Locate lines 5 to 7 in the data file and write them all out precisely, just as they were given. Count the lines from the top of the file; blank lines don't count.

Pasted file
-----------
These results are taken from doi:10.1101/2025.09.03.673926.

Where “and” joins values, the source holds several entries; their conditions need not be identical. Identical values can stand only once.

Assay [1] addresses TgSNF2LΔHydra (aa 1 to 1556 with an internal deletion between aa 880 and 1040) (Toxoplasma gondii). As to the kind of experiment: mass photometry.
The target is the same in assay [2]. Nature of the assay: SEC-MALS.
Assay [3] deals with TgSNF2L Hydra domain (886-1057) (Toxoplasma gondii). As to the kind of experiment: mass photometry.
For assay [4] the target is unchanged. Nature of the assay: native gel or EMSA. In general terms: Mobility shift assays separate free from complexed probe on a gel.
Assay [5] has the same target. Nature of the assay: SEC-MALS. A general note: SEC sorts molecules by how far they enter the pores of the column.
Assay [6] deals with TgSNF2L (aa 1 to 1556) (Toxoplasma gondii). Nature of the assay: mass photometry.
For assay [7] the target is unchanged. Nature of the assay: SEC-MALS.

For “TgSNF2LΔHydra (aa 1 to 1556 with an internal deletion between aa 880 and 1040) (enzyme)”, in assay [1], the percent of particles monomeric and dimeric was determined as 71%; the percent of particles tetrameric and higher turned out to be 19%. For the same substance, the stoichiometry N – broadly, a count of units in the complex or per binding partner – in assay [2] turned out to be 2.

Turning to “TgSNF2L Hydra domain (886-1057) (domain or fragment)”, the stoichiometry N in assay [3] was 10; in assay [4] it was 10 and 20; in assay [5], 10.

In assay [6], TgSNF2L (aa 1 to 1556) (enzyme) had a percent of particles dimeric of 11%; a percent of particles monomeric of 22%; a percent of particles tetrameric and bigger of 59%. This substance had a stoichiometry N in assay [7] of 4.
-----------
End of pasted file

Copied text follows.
Assay [3] deals with TgSNF2L Hydra domain (886-1057) (Toxoplasma gondii). As to the kind of experiment: mass photometry.
For assay [4] the target is unchanged. Nature of the assay: native gel or EMSA. In general terms: Mobility shift assays separate free from complexed probe on a gel.
Assay [5] has the same target. Nature of the assay: SEC-MALS. A general note: SEC sorts molecules by how far they enter the pores of the column.